Apparently Whitney wants to brand herself as “the Palin of the South.” That may have been an unfortunate choice, since the like minded former governor of Alaska demonstrated similar difficulty with facts. In a previous post I recalled Palin’s interview with Katie Couric back during the 2008 presidential election:
COURIC: And when it comes to establishing your world view, I was curious, what newspapers and magazines did you regularly read before you were tapped for this — to stay informed and to understand the world?
PALIN: I’ve read most of them again with a great appreciation for the press, for the media, coming f—
COURIC: But like which ones specifically? I’m curious that you—
PALIN: Um, all of ‘em, any of ‘em that, um, have, have been in front of me over all these years. Um, I have a va—
COURIC: Can you name a few?
PALIN: I have a vast variety of sources where we get our news too. Alaska isn’t a foreign country, where, it’s kind of suggested and it seems like, ‘Wow, how could you keep in touch with what the rest of Washington, D.C. may be thinking and doing when you live up there in Alaska?’ Believe me, Alaska is like a microcosm of America.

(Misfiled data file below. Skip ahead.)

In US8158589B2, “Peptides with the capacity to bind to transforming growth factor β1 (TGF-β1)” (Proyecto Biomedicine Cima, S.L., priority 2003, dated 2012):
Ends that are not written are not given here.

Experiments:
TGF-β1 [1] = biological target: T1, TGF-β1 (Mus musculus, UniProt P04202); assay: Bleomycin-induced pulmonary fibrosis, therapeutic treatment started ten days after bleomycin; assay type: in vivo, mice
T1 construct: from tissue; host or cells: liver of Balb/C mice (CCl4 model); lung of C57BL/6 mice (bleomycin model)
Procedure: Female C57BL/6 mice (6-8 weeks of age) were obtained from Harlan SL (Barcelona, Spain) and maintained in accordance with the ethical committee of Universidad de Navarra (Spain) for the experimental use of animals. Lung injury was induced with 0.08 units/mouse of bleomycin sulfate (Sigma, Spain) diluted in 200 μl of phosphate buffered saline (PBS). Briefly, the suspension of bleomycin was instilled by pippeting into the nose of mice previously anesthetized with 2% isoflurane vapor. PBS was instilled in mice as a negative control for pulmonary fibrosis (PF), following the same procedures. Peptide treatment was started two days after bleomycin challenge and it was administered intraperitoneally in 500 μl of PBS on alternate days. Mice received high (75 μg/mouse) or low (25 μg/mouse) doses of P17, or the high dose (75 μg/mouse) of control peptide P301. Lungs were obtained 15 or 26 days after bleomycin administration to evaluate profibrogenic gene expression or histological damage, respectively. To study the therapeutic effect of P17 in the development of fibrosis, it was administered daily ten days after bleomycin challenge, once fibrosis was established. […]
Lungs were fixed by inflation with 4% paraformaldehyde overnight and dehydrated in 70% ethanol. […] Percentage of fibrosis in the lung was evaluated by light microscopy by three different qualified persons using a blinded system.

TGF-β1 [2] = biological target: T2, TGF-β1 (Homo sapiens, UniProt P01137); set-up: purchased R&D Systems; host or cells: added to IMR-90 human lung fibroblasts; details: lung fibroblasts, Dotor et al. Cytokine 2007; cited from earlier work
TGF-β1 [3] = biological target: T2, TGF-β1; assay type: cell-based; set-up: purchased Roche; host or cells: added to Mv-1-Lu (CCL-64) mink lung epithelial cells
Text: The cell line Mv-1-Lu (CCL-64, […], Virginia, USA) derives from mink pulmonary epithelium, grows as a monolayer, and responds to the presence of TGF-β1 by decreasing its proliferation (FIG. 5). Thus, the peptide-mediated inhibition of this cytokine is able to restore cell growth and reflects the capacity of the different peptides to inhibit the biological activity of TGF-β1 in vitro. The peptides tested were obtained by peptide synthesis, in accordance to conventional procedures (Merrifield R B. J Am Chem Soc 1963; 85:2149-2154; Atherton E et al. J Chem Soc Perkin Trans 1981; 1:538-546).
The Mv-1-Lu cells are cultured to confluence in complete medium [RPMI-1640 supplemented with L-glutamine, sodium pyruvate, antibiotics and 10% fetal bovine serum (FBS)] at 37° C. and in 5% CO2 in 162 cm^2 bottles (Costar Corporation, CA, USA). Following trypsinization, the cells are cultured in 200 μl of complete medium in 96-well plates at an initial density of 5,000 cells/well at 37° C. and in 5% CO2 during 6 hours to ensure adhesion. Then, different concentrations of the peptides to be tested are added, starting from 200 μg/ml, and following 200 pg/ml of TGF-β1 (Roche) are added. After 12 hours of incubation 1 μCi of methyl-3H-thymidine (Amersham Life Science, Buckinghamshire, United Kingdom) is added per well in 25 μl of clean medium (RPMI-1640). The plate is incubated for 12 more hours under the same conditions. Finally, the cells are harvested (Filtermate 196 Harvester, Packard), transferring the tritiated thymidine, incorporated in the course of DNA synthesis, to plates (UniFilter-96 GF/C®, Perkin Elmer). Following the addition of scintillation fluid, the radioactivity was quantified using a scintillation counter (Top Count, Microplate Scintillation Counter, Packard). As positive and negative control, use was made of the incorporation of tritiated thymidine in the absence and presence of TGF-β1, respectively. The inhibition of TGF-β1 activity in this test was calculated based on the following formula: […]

It may be that Whitney also likes to compare herself to the congresswoman from Minnesota, Michele Bachmann, again an unfortunate choice. In a previous post I cited some comments that appeared in The New Yorker:
Another member of the delegation, Rep. Michele Bachmann (R-Minnesota), decried what she called the “alarmism” surrounding reports of the collapsing Ice Sheet.
“The Ice Sheet melt is only a problem if you live in Antarctica, which, honestly, is a pretty dumb place to live,” she said. “Polar bears live in Antarctica because they have no choice, but we’re not polar bears.”
Call me an alarmist if you will, but when polar bears start to show up in the Antarctic the world is going to be in terrible trouble.